SAN ANTONIO – After a years-long battle over health care costs, San Antonio City Council voted 9-2 Thursday to approve a new collective bargaining agreement between the city and its police officers union.
"It was a tough go, but it is time to move forward and move forward in a positive way and I certainly believe that we can do that," City Manager Sheryl Sculley said.
The five-year deal, which SAPOA members approved last month, includes pay raises for officers and a stipulation that they contribute toward health insurance plans.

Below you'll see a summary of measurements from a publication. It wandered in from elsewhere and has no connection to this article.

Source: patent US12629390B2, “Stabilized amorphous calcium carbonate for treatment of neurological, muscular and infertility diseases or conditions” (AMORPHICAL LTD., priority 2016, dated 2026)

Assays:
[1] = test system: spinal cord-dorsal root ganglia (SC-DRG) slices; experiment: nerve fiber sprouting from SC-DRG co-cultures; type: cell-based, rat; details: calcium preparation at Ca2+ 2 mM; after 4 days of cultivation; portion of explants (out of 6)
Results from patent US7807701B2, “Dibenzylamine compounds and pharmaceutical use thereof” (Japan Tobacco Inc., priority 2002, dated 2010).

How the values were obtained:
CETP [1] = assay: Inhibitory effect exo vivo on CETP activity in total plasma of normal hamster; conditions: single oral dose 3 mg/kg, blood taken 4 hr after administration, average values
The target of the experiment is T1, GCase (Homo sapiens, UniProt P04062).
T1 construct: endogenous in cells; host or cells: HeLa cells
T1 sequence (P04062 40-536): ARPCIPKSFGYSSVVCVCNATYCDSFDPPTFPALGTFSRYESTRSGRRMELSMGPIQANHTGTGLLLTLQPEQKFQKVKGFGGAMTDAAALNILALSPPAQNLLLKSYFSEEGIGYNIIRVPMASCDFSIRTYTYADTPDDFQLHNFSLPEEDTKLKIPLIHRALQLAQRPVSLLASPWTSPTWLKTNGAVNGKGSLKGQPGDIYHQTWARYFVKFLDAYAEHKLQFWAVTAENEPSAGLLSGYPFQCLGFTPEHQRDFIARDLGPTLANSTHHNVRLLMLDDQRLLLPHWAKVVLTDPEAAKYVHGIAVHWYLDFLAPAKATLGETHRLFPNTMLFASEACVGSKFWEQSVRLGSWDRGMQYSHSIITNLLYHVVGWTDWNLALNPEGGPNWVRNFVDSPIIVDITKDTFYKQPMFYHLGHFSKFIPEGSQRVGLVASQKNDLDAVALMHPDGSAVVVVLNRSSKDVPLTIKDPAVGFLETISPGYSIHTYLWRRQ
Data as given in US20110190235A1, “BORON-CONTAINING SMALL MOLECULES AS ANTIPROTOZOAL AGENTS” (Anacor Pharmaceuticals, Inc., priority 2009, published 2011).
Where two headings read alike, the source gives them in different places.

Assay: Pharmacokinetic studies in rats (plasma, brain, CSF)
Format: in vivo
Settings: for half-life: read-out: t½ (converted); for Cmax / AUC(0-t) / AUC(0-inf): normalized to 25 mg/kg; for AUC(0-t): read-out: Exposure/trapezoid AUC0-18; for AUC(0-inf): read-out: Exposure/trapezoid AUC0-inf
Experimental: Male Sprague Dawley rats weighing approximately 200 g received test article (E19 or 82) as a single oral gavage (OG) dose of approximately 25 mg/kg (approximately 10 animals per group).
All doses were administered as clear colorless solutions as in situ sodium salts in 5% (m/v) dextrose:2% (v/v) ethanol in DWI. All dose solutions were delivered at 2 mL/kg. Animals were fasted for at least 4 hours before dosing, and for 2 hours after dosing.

That article alone will save the city a projected $87.5 million in health care costs during the life of the contract.
"You probably never heard of me prior to 2013, and I was in office since 2008. And I'd like to go back to that place again where you didn't even know who I was," said San Antonio Police Officers Association President Mike Helle, referring to the often-public dispute over the contract.
Mayor Ivy Taylor said she had mixed emotions about the contract, since comments from the public recently have demonstrated the need for frank discussions on police reform.
Councilmember Rey Saldana in recent weeks stated publicly the agreement should be reworked to include police accountability reform.
Saldana and Councilman Ron Nirenberg were the two members to vote against the plan Thursday.
(© 2016 KENS)